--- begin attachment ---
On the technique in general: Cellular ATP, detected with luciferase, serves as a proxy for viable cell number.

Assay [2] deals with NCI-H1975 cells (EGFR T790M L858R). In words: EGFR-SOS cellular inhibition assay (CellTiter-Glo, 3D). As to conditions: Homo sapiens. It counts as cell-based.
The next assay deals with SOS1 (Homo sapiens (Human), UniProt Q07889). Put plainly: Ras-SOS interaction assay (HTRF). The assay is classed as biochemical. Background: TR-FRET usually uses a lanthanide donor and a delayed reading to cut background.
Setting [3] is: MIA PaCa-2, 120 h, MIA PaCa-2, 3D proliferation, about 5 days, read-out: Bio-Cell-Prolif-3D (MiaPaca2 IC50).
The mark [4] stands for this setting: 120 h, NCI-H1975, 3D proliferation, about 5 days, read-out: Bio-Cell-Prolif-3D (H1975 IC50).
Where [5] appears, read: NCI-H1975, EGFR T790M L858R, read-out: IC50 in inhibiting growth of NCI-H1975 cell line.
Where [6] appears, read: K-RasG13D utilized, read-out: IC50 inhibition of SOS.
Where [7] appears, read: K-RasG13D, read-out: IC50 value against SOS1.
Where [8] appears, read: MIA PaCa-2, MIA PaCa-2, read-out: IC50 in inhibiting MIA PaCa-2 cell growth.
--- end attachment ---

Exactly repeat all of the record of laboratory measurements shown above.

On the technique in general: Cellular ATP, detected with luciferase, serves as a proxy for viable cell number.

Assay [2] deals with NCI-H1975 cells (EGFR T790M L858R). In words: EGFR-SOS cellular inhibition assay (CellTiter-Glo, 3D). As to conditions: Homo sapiens. It counts as cell-based.
The next assay deals with SOS1 (Homo sapiens (Human), UniProt Q07889). Put plainly: Ras-SOS interaction assay (HTRF). The assay is classed as biochemical. Background: TR-FRET usually uses a lanthanide donor and a delayed reading to cut background.
Setting [3] is: MIA PaCa-2, 120 h, MIA PaCa-2, 3D proliferation, about 5 days, read-out: Bio-Cell-Prolif-3D (MiaPaca2 IC50).
The mark [4] stands for this setting: 120 h, NCI-H1975, 3D proliferation, about 5 days, read-out: Bio-Cell-Prolif-3D (H1975 IC50).
Where [5] appears, read: NCI-H1975, EGFR T790M L858R, read-out: IC50 in inhibiting growth of NCI-H1975 cell line.
Where [6] appears, read: K-RasG13D utilized, read-out: IC50 inhibition of SOS.
Where [7] appears, read: K-RasG13D, read-out: IC50 value against SOS1.
Where [8] appears, read: MIA PaCa-2, MIA PaCa-2, read-out: IC50 in inhibiting MIA PaCa-2 cell growth.